BM210439 Preston, EP, Trade Mark A matching pair of the largest size Preston violin maker's planes, one flat sole and one stooped sole (radiused and compassed). The are both in superb untouched condition. The surfaces of both planes still show the original finishing marks from the factory. Even the sole on the flat bottom planed has the original surface, making me think that it is unused, as this rubs off very quickly with use. The stooped sole plane has the original Preston marked standard blade. The flat soled plane has the toothed blade installed, which is not marked, but is original. I believe that these planes originally came with one standard and one toothed blade, but I have never seen both blades still with a plane. I bougth these two together and I assume that they started life together. They have been in my collection for years and they are the best that I have seen. For the connoisseur who must own the best. Fine $1195

Norris, London Norris, London Norris, London Norris, London Norris, London Norris, London Norris, London

BM20098 Norris, London This is a pair of 1 1/4" wide Norris Number 7 shoulder planes, one skewed, and one standard, both owned by the same owner. The standard plane has rosewood infill that retains most of its original French polish finish and at least 90% of the original Norris marked iron. There is some dried grease on the plane and some scattered staining. The mouth is super tight and the plane is very crisp. The skewed plane has been used more and the original Norris marked blade has about 30% remaining. In my experience, Norris did not number the blades on skewed planes, and this plane is no exception. Presumably there were so few made that there was no need to number parts to keep them straight. The wood is much darker and I am not sure what wood it is. Presumably it was chosen to quickly differentiate between the two planes. There is quite a lot of dried grease on this plane and some minor staining. It also has a super tight mouth. There is a tiny chip on the right side of the wedge and slightly more signs of use. This plane is also marked "Buck & Ryan, London". This is the only pair of its kind that I have seen. I acquired these planes more than 25 years ago and it is time to let somebody else enjoy them now. I have used them and they both work as one would expect for Norris planes of this quality. I tried to price them what I think is quite reasonable for what they are. The skewed plane alone used to bring this much. For the connoisseur. Fine- $1495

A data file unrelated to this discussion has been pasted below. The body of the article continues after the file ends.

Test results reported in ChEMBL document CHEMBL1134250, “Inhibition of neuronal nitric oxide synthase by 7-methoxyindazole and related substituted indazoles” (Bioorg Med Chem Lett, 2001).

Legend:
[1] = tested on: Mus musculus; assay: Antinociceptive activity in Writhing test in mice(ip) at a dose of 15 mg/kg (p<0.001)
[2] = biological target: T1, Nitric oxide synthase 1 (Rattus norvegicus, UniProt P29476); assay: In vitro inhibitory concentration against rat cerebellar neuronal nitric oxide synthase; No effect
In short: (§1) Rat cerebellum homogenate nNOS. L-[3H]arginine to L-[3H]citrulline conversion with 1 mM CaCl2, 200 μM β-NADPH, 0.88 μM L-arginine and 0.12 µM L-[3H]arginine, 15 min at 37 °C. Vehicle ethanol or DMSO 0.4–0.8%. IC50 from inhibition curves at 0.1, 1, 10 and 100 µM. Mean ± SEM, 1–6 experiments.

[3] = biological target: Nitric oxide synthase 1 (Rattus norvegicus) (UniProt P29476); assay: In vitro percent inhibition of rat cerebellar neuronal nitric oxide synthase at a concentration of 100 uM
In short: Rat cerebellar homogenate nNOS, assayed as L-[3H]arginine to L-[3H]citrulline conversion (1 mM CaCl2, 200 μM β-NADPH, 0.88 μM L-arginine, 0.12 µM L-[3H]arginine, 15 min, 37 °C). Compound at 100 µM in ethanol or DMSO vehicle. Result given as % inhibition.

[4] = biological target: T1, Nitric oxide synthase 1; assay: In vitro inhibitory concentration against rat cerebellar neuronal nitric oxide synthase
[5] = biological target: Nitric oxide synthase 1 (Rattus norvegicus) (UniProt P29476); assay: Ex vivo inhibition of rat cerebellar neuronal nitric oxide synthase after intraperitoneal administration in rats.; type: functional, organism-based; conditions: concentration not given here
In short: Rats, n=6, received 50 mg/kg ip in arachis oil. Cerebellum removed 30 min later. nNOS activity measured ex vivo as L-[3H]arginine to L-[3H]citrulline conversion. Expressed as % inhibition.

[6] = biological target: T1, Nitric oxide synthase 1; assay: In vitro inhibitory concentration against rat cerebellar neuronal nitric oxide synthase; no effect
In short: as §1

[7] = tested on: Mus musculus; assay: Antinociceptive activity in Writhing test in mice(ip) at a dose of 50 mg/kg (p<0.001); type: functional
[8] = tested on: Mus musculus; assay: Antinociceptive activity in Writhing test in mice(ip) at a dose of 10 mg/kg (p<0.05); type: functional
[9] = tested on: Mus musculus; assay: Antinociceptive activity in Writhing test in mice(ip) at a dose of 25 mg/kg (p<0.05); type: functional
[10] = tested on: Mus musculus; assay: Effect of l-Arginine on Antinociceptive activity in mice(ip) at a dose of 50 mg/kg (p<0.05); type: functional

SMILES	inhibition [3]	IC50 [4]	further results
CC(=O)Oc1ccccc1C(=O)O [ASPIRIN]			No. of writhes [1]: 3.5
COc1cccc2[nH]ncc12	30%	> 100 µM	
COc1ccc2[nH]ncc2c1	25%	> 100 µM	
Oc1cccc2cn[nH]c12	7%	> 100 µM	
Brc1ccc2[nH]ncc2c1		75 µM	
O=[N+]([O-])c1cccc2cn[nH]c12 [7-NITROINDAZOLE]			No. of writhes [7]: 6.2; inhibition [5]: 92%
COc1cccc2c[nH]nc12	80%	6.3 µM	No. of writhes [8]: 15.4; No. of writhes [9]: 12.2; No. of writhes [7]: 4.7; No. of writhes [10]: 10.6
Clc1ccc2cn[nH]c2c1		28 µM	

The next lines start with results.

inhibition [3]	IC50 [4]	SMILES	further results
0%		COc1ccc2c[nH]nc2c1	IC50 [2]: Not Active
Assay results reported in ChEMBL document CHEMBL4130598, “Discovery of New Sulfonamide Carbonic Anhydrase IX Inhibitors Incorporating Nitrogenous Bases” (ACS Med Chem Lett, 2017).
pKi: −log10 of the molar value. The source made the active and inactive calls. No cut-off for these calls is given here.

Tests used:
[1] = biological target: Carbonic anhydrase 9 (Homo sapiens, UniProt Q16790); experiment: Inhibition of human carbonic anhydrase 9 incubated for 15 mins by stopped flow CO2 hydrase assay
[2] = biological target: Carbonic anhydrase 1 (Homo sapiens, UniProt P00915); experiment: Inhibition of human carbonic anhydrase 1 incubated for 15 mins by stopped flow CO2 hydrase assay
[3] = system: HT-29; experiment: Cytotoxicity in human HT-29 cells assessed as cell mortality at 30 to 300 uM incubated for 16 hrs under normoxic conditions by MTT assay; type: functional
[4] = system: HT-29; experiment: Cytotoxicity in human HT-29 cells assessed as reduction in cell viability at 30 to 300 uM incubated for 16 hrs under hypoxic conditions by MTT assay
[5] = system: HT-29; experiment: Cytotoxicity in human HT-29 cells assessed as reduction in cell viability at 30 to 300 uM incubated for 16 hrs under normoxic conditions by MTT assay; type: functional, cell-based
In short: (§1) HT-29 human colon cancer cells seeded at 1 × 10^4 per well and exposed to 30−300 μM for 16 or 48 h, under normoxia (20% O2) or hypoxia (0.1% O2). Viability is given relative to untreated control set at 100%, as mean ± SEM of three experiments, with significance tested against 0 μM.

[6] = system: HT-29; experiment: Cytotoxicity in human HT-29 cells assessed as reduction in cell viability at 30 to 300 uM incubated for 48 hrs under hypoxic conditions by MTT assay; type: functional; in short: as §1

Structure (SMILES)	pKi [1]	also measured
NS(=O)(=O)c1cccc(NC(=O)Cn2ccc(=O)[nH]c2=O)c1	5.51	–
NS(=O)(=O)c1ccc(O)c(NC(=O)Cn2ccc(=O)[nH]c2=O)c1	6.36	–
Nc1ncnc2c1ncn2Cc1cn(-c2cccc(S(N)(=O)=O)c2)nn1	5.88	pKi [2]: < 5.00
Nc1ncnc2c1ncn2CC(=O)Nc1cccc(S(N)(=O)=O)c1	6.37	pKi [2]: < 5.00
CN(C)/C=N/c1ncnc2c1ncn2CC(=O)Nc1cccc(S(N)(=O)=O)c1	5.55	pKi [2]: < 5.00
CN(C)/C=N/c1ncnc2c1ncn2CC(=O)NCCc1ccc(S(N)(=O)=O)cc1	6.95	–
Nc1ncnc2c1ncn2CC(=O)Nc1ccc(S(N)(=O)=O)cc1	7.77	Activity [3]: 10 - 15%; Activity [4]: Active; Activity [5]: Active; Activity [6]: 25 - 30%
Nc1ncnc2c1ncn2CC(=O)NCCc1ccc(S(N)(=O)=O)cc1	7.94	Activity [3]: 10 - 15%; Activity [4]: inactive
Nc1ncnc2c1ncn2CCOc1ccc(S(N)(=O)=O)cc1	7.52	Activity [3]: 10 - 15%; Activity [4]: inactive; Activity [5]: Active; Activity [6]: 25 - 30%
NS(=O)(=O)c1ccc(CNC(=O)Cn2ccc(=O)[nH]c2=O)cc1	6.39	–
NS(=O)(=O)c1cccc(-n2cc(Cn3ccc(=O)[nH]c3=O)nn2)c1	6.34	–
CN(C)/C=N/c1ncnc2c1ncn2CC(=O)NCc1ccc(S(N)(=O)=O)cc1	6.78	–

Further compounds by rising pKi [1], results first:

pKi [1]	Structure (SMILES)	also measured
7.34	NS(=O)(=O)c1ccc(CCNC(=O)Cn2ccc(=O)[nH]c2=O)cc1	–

Unmarked (Bayfield) Smoothing Plane Unmarked (Bayfield) Smoothing Plane Unmarked (Bayfield) Smoothing Plane Unmarked (Bayfield) Smoothing Plane

BM200614 Unmarked (Bayfield) Smoothing Plane I have only seen a few of these planes over the years and none were signed, but their similarity of form to the Bayfield rebate planes makes it reasonable to presume that they are by Bayfield. It is a beautifully made plane with an iron body and rosewood infill and a rosewood wedge. The 2 1/8" wide iron by Nurse is likely a replacement, but it is a good fit. The iron body has a pleasing light patina and the rosewood retains most of its original finish. This plane is from my collection and is the finest example of its kind that I have encountered. For the serious infill plane collector. G++ $995